Location: Livestock Bio-SystemsTitle: Optimal dietary energy and protein for gilt development: Age at puberty, ovulation rate, and reproductive tract traits
|CALDERON DIAZ, JULIA - Iowa State University|
|Vallet, Jeffrey - Jeff|
|Nonneman, Danny - Dan|
|Cushman, Robert - Bob|
|Freking, Bradley - Brad|
|PHILLIPS, CHRISTINA - Murphy Brown Llc|
|DEDECKER, ASHLEY - Murphy Brown Llc|
|FOXCROFT, GEORGE - University Of Alberta|
|STALDER, KENNETH - Iowa State University|
Submitted to: Iowa State University Animal Industry Report
Publication Type: Research Technical Update
Publication Acceptance Date: 2/1/2015
Publication Date: 3/2/2015
Citation: Calderon Diaz, J.A., Vallet, J.L., Lents, C.A., Nonneman, D.J., Miles, J.R., Wright-Johnson, E.C., Rempel, L.A., Cushman, R.A., Freking, B.A., Rohrer, G.A., Phillips, C., Dedecker, A., Foxcroft, G., Stalder, K.J. 2015. Optimal dietary energy and protein for gilt development: Age at puberty, ovulation rate, and reproductive tract traits. Iowa State University Animal Industry Report. AS 661(ASL R3022). Available: https://lib.dr.iastate.edu/asn_air/vol661/iss1/85.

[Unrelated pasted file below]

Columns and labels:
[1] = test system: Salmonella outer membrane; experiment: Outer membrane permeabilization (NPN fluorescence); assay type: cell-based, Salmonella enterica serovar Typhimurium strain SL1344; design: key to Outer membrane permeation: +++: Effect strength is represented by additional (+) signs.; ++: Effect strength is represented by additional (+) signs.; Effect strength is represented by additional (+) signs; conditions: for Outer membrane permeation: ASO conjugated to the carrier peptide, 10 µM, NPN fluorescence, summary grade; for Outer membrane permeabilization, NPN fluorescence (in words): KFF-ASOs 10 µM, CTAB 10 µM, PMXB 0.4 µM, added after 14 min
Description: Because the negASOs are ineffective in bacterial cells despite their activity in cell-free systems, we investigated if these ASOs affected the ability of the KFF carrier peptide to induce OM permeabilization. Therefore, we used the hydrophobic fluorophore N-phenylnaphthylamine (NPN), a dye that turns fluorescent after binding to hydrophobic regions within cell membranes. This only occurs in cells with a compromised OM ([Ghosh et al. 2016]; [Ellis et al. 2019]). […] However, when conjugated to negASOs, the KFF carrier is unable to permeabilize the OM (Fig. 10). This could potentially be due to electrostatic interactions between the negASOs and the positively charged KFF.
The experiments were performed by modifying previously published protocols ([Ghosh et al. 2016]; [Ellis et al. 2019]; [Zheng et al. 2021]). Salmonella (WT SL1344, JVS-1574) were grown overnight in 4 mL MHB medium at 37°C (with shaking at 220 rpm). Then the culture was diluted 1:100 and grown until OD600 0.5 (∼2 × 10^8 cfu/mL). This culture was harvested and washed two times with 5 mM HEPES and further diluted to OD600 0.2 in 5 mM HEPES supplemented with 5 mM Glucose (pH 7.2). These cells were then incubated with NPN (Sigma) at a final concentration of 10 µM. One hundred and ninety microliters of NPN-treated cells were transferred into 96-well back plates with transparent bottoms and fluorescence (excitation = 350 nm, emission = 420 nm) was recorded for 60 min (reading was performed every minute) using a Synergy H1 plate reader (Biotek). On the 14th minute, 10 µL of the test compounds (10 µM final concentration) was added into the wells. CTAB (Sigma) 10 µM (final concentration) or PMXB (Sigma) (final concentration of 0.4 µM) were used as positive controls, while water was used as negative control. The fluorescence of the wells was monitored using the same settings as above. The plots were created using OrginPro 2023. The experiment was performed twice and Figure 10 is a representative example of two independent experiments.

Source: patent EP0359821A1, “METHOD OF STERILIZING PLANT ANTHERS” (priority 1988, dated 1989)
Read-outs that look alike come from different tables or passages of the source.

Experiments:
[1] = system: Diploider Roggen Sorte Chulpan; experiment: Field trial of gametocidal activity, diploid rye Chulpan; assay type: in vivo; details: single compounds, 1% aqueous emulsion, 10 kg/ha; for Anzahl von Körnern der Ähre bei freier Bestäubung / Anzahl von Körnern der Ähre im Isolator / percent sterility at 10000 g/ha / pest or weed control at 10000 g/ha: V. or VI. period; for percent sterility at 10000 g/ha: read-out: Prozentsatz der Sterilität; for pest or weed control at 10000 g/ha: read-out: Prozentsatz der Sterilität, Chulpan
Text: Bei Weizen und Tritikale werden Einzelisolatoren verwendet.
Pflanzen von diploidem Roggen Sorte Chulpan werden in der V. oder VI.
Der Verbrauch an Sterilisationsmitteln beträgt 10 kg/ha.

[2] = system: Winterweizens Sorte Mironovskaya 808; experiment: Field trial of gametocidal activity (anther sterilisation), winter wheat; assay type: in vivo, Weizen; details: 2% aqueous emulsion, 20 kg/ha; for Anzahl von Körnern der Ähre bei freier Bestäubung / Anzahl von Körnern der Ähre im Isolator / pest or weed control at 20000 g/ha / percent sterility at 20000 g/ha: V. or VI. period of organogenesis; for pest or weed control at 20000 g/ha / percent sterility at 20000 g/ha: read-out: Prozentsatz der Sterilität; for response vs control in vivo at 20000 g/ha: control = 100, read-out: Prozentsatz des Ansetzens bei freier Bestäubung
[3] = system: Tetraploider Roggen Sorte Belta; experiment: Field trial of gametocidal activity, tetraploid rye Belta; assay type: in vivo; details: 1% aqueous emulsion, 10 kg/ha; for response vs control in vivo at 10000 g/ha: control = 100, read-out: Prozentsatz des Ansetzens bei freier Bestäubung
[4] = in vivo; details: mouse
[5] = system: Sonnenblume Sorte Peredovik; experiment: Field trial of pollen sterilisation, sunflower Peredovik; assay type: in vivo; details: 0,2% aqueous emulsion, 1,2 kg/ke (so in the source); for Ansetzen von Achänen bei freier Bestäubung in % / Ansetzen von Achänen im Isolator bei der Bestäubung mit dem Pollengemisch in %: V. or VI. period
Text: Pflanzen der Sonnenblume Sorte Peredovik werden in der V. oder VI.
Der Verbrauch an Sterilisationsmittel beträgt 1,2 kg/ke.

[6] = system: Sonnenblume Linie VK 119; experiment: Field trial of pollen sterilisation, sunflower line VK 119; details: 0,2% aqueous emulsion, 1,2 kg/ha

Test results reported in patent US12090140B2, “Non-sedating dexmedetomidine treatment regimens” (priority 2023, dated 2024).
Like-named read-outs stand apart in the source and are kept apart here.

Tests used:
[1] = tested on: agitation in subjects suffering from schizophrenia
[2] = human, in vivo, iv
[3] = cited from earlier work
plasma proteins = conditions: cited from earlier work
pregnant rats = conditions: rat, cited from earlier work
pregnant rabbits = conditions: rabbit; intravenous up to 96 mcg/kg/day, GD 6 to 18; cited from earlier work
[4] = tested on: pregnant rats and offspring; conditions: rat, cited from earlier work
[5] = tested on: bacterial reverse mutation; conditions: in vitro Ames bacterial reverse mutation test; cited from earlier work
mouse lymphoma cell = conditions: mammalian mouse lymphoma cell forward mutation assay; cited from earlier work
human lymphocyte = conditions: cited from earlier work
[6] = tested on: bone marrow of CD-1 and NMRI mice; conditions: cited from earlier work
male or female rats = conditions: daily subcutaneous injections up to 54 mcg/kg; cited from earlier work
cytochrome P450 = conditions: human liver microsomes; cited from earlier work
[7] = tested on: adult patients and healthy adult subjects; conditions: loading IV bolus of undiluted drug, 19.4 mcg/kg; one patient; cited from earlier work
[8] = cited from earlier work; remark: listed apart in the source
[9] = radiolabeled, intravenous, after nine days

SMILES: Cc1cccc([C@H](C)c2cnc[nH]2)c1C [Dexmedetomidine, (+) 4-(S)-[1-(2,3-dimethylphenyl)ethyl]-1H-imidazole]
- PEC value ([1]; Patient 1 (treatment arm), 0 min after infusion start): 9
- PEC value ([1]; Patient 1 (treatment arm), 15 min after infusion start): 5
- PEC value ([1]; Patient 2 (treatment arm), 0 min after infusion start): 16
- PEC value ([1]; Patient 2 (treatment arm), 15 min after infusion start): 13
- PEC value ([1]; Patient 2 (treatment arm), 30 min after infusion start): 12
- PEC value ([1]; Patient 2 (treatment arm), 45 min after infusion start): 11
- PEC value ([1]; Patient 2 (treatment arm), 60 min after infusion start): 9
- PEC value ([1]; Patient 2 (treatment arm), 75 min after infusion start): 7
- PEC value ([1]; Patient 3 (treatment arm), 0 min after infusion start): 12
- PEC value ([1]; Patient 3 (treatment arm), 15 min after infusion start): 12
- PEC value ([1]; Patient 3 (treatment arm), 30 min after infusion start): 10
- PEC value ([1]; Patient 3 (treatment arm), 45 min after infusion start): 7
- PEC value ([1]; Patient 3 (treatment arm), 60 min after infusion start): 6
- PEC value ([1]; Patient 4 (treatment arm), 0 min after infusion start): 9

Technical Abstract: The effect of feeding different lysine and metabolizable energy (ME) levels to 1221 crossbred Large White × Landrace developing gilts housed in groups from 100 d of age until slaughter (approximately 260 d of age) on age at puberty and reproductive tract measurements were evaluated. Gilts were randomly allotted to six corn-soybean diets formulated to provide two standardized ileal digestible lysine levels [100% (high, HL) and 85% (low, LL)] and threemetabolizable energy levels [ME, 90% (low, LME), 100% (medium, MME), 110% (high, HME). Average age at puberty was 193 d of age. There were no effects of the dietary treatments on age at puberty or any of the reproductive tract measurements. Despite significant differences in the lysine:energy ratio in the diets, the expected differences in reproductive traits were not observed. Other factors such as body weight (BW) and days of estrous cycle had a greater effect on the traits recorded than feed provided.